Saturday, August 29, 2020

Koningin Astrid van België (1935)

In commemoration of the 85th anniversary of the death of Queen Astrid, wife of King Leopold III, mother of King Baudouin, King Albert II, and grandmother of King Philippe, here is a short Dutch film featuring a few of the high points in her brief time as Queen consort. We see the accession of King Leopold III on February 23, 1934, the christening of Prince Albert, Queen Astrid performing charitable works as part of a Relief Committee, King Leopold and Queen Astrid at the baptism of the daughter of the Count of Paris, and a royal visit to Liege. 

Wednesday, August 12, 2020

Another Albert and Elisabeth of Belgium

The Infanta Isabel Clara Eugenia

Here are some articles on the life of Isabel Clara Eugenia, the daughter of Philip II of Spain who became the ruler of the Spanish Netherlands.  With her husband, Archduke Albert of Austria, she consolidated the victory of the Counter-Reformation in the future Kingdom of Belgium.  Hundreds of years later, Isabel became an inspiration to her namesake, Elisabeth of Bavaria, Queen of the Belgians, the consort of King Albert I. 

In March of 1588, the ministers of Henry III of France, his contemporary, announced that King Philip was "mad": "The grand chancellor assured his awed dinner guests in Paris that while Philip's councillors debated state affairs, his eldest daughter, Isabel, was signing documents and in control of government." 

This "scandalous" announcement derived from reports made by Philip's ambassador in Paris, who had told the French king's mother, Catherine de' Medici, about the significance of Isabel's role in her father's government. Rumors were also spreading in Spain that, if Philip were "incapacitated," it would be Isabel who would "take control of the government" of her father's kingdom, and not her half-brother Philip III.

Her potential to function for her father as a "regent" had been noted as early as 1574, when an eight-year-old Isabel was suggested as regent of the Netherlands. She obviously would have been a figurehead then, but from an early age she had been extremely close to her father, who had played a "direct role" in raising her and her sister Catherine Michelle. 

Isabel, in particular, had emulated her father, and he had allowed her "to take part in his office work." By 1586, she was able to be a significant help and adviser to her father; she "read him the letters and despatches he had to deal with, adding her suggestions on how they should be answered." He "even gave her access to the most important papers of state."(Read more)

Here is an article on Isabel, the Counter-Reformation, and Rubens' series of tapestries on the Triumph of the Eucharist.

The portrait, which is today known only through copies and prints, has neither accompanying drapery, nor architecture, nor even any accessory, except for the rosary that hangs from her simple rope belt, thereby emphasizing her piety and spiritual authority. Rubens enhanced this concept by lightening the area around Isabel’s head as if she were radiating a divine glow. Barbara Welzel has noted that this halolike aura conveys Isabel’s majesty and plays with her second name, Clara, which in Spanish can mean light, thus visualizing a connection between the infanta and her moniker. An engraving after the painting with an inscription by Jan Gaspar Gevartius provides deeper specificity of meaning: (fig. 13)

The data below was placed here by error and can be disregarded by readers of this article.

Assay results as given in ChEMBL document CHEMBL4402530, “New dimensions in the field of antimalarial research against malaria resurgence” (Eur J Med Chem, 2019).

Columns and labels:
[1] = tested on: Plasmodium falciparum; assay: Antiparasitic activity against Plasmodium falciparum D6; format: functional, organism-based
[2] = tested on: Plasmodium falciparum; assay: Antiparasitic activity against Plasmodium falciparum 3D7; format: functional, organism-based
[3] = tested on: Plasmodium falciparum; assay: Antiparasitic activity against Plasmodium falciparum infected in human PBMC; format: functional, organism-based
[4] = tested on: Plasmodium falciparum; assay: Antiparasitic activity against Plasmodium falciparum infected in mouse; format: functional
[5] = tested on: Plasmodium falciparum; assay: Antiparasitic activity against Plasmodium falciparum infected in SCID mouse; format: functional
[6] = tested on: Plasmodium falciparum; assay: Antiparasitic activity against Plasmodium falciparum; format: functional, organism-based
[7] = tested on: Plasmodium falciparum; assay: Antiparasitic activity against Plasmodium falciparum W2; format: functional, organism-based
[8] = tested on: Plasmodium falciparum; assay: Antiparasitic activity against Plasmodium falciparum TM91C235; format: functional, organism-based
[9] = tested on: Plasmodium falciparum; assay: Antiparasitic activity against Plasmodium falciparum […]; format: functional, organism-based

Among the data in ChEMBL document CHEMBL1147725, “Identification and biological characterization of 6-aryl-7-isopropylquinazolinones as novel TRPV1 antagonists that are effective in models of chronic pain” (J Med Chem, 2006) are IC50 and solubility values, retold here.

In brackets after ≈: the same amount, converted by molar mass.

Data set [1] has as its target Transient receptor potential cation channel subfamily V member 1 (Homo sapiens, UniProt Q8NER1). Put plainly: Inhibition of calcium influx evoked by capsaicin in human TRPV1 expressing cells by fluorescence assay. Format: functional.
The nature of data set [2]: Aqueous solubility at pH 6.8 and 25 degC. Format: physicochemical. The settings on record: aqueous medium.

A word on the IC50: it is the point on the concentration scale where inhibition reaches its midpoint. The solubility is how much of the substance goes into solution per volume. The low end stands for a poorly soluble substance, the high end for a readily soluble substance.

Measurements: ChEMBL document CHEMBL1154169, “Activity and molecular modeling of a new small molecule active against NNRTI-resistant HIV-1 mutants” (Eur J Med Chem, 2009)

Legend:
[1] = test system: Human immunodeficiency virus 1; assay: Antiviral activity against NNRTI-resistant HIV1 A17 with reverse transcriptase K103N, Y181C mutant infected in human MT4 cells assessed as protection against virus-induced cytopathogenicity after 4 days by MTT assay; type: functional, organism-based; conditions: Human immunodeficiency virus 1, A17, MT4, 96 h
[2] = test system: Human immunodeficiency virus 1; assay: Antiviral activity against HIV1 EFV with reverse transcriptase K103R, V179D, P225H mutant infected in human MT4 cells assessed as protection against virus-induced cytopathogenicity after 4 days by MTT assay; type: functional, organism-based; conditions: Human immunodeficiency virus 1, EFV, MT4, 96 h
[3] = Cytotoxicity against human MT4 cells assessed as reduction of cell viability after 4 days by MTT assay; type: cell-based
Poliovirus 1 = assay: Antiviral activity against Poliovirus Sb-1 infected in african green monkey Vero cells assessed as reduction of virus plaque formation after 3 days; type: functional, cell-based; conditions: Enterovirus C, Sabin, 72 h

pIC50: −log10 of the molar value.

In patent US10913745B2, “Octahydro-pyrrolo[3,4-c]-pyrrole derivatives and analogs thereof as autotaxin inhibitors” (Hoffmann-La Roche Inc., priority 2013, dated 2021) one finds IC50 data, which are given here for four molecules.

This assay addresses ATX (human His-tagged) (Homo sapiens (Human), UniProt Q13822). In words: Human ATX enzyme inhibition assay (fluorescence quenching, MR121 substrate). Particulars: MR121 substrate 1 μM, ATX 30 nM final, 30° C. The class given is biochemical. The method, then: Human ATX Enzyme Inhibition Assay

of the imperial dynasty and daughter of Philip II, is praised as the jewel of Spain and the salvation of Belgium. She is the prudence of just war, the honor of chaste peace, and the love of religion. She was crowned with the oak wreath after capturing Breda, bringing the longed-for peace to Belgium, the peace it had sought in the rays of the shining Isabella.

The text unmistakably credits the infanta for the victory at Breda by calling her the “jewel of Spain and the salvation of Belgium” and the one responsible for capturing the town. That the peace was also sought in her shining rays of light further links the victory to her spirituality and heavenly empowerment. The centrality of this sentiment surfaces in the divine eye of Providence that Rubens illustrated at the top of the portrait print, above the inscription “providentia augusta ut serves vincis” (You conquer because you serve sublime Providence). The symbol of God’s guidance and intervention, the eye presides over two supple putti who crown the infanta with “the oak wreath after capturing Breda,” a wreath, which, in Roman tradition, was awarded to those who had liberated their fellow man from a subjection imposed by the enemy. The wreath, thus, came to symbolically identify the person thus crowned as a savior. This image reinforces the notion that God watches over Isabel, and, through the spiritual authority he invested in her, helped her combat his enemies at Breda to secure the victory and bring “the longed-for peace to Belgium.” (Read more)

Isabel with her husband, Albert
Engagement of the future King Albert I and Queen Elisabeth of the Belgians

Tuesday, August 11, 2020

Travels with a Curator: Charterhouse, Bruges

A presentation by Xavier F. Salomon of the Frick Collection of a beautiful painting, “The Virgin and Child with St. Barbara, St. Elizabeth, and Jan Vos,” by Jan van Eyck, commissioned by Jan Vos, the prior of the Charterhouse of Bruges.  

As others have commented, there is a theological error in the explanation of the Catholic doctrine of Purgatory provided in the video; souls in Purgatory can only be destined for Heaven, not Hell. 

Monday, August 10, 2020

Levina Teerlinc

A presentation by Claire Ridgway on a Flemish-born artist of the Tudor court.

More HERE.

Sunday, August 9, 2020

Agnus Dei - Samuel Barber LIVE

A haunting performance by the Vlaams Radiokoor of Belgium.